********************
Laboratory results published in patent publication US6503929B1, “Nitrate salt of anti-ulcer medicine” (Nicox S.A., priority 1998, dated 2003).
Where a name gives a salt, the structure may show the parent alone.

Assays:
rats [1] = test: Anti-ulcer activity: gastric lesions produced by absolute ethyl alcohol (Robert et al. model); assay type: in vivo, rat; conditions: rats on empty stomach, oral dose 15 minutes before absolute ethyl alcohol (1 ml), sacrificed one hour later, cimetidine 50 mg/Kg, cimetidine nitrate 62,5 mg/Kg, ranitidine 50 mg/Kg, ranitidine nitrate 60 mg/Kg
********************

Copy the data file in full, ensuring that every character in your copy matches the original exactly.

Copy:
Laboratory results published in patent publication US6503929B1, “Nitrate salt of anti-ulcer medicine” (Nicox S.A., priority 1998, dated 2003).
Where a name gives a salt, the structure may show the parent alone.

Assays:
rats [1] = test: Anti-ulcer activity: gastric lesions produced by absolute ethyl alcohol (Robert et al. model); assay type: in vivo, rat; conditions: rats on empty stomach, oral dose 15 minutes before absolute ethyl alcohol (1 ml), sacrificed one hour later, cimetidine 50 mg/Kg, cimetidine nitrate 62,5 mg/Kg, ranitidine 50 mg/Kg, ranitidine nitrate 60 mg/Kg